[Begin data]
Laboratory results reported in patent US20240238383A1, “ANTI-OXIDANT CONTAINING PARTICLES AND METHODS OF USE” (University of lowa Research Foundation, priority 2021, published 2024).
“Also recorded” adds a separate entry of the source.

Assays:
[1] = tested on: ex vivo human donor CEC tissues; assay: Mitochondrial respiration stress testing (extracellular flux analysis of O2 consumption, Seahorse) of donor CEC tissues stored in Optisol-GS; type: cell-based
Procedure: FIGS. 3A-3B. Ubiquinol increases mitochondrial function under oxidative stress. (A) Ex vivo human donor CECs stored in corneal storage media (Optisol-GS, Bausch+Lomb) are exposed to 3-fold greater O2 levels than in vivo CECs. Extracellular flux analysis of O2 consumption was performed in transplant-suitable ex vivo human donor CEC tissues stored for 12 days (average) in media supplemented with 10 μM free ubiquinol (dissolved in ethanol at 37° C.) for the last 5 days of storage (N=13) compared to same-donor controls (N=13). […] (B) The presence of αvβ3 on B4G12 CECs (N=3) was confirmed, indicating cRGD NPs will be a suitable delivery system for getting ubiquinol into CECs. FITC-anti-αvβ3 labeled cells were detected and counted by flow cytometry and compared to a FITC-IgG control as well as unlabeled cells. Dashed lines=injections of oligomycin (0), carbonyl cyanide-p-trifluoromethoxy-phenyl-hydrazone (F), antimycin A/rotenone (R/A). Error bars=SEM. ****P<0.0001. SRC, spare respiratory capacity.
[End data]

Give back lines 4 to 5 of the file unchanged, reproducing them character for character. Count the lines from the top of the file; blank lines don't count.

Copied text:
[1] = tested on: ex vivo human donor CEC tissues; assay: Mitochondrial respiration stress testing (extracellular flux analysis of O2 consumption, Seahorse) of donor CEC tissues stored in Optisol-GS; type: cell-based
Procedure: FIGS. 3A-3B. Ubiquinol increases mitochondrial function under oxidative stress. (A) Ex vivo human donor CECs stored in corneal storage media (Optisol-GS, Bausch+Lomb) are exposed to 3-fold greater O2 levels than in vivo CECs. Extracellular flux analysis of O2 consumption was performed in transplant-suitable ex vivo human donor CEC tissues stored for 12 days (average) in media supplemented with 10 μM free ubiquinol (dissolved in ethanol at 37° C.) for the last 5 days of storage (N=13) compared to same-donor controls (N=13). […] (B) The presence of αvβ3 on B4G12 CECs (N=3) was confirmed, indicating cRGD NPs will be a suitable delivery system for getting ubiquinol into CECs. FITC-anti-αvβ3 labeled cells were detected and counted by flow cytometry and compared to a FITC-IgG control as well as unlabeled cells. Dashed lines=injections of oligomycin (0), carbonyl cyanide-p-trifluoromethoxy-phenyl-hydrazone (F), antimycin A/rotenone (R/A). Error bars=SEM. ****P<0.0001. SRC, spare respiratory capacity.